NATO foreign ministers have voted to approve Ankara’s request for Patriot missiles to be deployed on the Turkey-Syria border. Ankara requested the deployment over fears that Syria could attack with missiles and chemical weapons.
The Patriots can be used to intercept missiles and planes.
Officials from the 28-member alliance meeting in Brussels have said that the US-made missiles will be for purely defensive purposes.
"NATO’s position is clear. Any deployment would be to protect turkey. It would be purely defensive in nature. It will in no way support a no fly zone or any offensive operation," NATO Secretary General Anders Fogh Rasmussen said in a statement.
“I believe that the deployment of patriot missiles will serve as an effective deterrence and therefore deescalate the situation along the Syrian-Turkish border,” Rasmussen continued.
But some say the missiles won't be used for deterrence – and that a broader agenda may be in place.
“A patriot missile is an attack weapon. It’s not a deterrent at all. Especially considering the Syrian army would never launch missiles across the border against Turkey because they know they’d be attacking a NATO ally,” Asia Times journalist Pepe Escobar told RT.
Military sources in Turkey told AFP that 300-400 foreign troops would be deployed to operate the Patriot missiles.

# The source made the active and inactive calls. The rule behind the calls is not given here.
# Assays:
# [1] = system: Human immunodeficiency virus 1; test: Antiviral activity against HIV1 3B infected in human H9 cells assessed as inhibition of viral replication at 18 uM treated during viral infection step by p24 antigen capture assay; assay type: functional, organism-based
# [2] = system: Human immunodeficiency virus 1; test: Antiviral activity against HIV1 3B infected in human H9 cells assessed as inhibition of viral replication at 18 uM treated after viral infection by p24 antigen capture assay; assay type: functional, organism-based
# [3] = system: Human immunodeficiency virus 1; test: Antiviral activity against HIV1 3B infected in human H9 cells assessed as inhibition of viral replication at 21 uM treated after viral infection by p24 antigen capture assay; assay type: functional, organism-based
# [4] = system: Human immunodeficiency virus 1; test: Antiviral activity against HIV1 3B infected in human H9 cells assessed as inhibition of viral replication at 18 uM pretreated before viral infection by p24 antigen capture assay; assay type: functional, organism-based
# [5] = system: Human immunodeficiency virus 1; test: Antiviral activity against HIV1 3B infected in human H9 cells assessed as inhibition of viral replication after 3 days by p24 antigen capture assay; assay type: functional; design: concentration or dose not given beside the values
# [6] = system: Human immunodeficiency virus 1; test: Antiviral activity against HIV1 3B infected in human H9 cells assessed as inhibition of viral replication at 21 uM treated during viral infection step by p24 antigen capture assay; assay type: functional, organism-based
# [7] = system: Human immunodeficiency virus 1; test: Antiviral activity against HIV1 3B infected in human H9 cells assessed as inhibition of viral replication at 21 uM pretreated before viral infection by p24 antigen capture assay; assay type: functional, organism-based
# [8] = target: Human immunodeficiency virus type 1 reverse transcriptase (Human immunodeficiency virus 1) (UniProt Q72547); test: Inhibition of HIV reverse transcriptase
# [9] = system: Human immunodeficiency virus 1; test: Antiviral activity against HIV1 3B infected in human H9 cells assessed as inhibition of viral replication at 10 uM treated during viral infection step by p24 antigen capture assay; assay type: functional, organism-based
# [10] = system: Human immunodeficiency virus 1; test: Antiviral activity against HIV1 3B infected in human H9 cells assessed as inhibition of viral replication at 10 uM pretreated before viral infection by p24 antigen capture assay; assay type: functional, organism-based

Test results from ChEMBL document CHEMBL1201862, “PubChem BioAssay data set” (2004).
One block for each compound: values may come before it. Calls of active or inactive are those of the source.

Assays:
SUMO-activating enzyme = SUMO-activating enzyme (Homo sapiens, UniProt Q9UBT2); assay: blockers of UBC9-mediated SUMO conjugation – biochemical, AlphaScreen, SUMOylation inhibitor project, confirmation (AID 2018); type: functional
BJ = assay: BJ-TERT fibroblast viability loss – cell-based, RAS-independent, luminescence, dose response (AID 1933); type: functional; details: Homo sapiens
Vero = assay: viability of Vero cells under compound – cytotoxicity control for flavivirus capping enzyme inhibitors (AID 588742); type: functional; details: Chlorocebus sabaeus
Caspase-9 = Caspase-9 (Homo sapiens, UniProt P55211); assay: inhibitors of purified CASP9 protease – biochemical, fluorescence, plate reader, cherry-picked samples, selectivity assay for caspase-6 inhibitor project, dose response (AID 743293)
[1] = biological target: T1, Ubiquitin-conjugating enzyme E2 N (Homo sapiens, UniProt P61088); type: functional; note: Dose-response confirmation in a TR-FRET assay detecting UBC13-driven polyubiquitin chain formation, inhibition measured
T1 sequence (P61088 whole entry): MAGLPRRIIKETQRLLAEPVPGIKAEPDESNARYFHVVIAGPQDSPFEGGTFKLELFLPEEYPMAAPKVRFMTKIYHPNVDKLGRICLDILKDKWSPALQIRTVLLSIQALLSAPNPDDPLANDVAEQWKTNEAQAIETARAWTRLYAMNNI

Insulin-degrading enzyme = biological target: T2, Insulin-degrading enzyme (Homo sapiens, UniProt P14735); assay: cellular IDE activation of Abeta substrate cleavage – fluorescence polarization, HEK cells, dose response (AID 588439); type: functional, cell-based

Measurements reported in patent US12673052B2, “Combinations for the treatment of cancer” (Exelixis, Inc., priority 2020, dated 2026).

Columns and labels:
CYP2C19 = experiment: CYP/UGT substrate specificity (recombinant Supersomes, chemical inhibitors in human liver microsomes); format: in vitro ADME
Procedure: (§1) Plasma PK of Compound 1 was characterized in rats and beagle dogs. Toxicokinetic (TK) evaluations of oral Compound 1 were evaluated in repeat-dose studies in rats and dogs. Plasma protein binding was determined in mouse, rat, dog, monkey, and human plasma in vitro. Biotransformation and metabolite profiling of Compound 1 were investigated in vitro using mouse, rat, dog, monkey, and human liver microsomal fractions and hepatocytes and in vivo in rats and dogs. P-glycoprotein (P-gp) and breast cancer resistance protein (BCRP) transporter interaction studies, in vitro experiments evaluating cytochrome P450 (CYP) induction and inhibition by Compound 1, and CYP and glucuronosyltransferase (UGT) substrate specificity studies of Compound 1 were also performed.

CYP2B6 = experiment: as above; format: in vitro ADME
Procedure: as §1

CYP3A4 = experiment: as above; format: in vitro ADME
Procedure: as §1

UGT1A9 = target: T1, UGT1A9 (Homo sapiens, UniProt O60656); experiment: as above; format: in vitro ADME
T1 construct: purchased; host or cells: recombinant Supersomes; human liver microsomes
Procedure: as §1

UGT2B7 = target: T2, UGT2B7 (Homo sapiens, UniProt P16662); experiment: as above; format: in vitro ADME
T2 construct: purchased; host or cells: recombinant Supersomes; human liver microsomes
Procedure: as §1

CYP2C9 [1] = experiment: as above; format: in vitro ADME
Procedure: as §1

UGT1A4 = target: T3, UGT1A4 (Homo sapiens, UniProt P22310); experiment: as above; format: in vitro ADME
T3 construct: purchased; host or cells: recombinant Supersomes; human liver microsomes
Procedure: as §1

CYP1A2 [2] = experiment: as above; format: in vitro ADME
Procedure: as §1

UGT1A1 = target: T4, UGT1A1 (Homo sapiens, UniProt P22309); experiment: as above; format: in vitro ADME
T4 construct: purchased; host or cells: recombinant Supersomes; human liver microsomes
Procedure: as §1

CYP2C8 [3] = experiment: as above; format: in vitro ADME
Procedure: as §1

NATO ministers have unanimously expressed "grave concern" about reports that the Syrian regime may be considering the use of chemical weapons.
"Any such action would be completely unacceptable and a clear reach of international law," Rasmussen said.
The NATO decision comes just one day after US President Barack Obama told Syrian President Bashar Assad not to use chemical weapons against his own people.
"I want to make it absolutely clear to Assad and those under his command, the world is watching, the use of chemical weapons is and would be totally unacceptable," Obama said in a statement.
"If you make the tragic mistake of using these weapons, there will be consequences and you will be held accountable," he said.
But Escobar says Obama's statement was unnecessary and full of intimidation.
“When Obama said to the Assad government, ‘our red line is chemical weapons,’ it was intimidation. [The US] knows that even a desperate Assad government would never use chemical weapons because the response would be overwhelming. It's the same thing with deploying patriot missiles at the border,” he said.
Earlier on Tuesday, Russian Foreign Minister Sergey Lavrov said that while Russia recognized Turkey's right to ask for help from its NATO allies, Moscow is "concerned that the conflict is being increasingly militarized."
During talks with Turkish Prime Minister Recep Tayyip Erdogan in Istanbul yesterday, Russian President Vladimir Putin noted that Patriot missiles could not guarantee safety. He said that accumulating weapons on the border with another country does not add to stability.
Historian Gerald Horne told RT that NATO has not thought through the consequences of its actions.
“The problem is Turkey is not entering the situation with clean hands,” he said. “Turkey on the one hand is helping to supply the rebels who are attacking Damascus, and Damascus understandably is shooting back. And then Turkey claims that it needs defensive weaponry to protect civilians. Now if Turkey were to stand down and stop supplying the rebels, perhaps it would not have the problem of protecting civilians on their side of the border.”